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Published on October 10th, 2018 | by admin

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Prioritising Mental Health and Wellbeing in Creative Workplaces

Arts Centre Melbourne is delighted to announce that it has received funding from WorkSafe Victoria’s WorkWell Mental Health Improvement Fund to expand the Arts Wellbeing Collective.

The Arts Wellbeing Collective is an Arts Centre Melbourne initiative that comprises of a consortium of Victorian arts and cultural organisations, including independent companies, small to medium organisations, regional and rural centres, and major institutions, whose shared vision is to effect better mental health and wellbeing for performing arts workers. The Arts Wellbeing Collective is one of five projects, of varying size and scale, statewide who will share $3.3 million of funding in Round One of WorkSafe Victoria’s WorkWell Mental Health Improvement Fund.

The objectives of the Collective are to improve support services for Victorian arts workers; collate and share information; effect industry cultural change and improve support networks within and between arts organisations.

The funding follows on from the Arts Wellbeing Collective Pilot Program which ran during 2017. Working with an innovation partner, PwC, Arts Centre Melbourne has now developed a three-year strategy that aims to build capability and capacity across the performing arts sector year on year.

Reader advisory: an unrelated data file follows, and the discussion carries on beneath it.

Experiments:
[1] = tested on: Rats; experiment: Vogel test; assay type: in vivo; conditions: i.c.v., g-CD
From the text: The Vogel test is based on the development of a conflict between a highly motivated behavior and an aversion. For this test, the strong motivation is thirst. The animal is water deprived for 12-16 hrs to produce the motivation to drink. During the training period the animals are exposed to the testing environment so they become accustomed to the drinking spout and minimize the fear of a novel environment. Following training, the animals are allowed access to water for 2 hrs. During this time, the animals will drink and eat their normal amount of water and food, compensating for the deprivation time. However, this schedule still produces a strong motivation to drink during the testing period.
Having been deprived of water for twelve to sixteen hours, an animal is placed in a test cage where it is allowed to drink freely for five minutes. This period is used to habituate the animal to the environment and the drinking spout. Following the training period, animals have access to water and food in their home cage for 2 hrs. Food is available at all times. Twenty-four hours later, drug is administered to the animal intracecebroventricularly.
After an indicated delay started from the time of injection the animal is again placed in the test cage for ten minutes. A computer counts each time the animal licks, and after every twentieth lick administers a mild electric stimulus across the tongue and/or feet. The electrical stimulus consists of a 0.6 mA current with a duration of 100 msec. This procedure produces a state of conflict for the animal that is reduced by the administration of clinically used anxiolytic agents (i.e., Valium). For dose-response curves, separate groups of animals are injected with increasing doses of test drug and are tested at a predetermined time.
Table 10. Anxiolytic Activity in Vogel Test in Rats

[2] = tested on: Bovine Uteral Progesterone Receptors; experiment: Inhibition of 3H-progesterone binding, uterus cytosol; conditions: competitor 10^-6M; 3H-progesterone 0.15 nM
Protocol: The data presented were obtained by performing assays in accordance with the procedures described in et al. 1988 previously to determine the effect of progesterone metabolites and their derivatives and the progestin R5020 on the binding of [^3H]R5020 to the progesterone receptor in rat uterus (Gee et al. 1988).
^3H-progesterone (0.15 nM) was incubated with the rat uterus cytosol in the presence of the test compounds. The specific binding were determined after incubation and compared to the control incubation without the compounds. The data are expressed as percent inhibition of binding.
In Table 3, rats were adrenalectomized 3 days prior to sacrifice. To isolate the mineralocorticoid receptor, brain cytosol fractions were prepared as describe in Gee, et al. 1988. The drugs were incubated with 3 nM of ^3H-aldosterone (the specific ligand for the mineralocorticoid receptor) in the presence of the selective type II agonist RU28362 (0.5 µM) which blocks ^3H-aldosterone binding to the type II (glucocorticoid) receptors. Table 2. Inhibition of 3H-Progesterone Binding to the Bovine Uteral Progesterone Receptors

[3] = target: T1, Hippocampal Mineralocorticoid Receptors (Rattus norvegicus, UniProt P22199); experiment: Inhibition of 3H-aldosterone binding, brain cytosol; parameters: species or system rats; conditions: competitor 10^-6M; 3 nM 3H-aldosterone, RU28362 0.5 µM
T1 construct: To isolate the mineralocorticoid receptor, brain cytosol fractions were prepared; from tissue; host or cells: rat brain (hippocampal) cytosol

The strategy is being announced on 10 October – World Mental Health Day – comprising a three-tier program of workshops, resources and sector initiatives; utilising evidence-based tools and strategies from positive psychology and clinical psychology, organisational development and workplace health and safety research. All program elements are specifically tailored to the unique challenges presented by the creative industries.

“We are delighted that WorkSafe Victoria’s WorkWell Mental Health Improvement Fund will allow this program to continue and expand. At Arts Centre Melbourne, one of our core values is ‘Care More’ – creating a safe and secure environment for everybody – and we never want this to be tokenistic,” said Claire Spencer, CEO, Arts Centre Melbourne.

“The Pilot Program was revealing, exciting, inspiring and overwhelming. It was a privilege to engage with so many industry partners, and we will continue to work closely with the performing arts sector – the more we partner and collaborate, the stronger this program will be,” she added.

Access to workshops, resources and much more is free of charge as a member of the Arts Wellbeing Collective and membership is free for all performing arts workers and organisations. For further information on the Arts Wellbeing Collective visit https://www.artswellbeingcollective.com.au/ 

 


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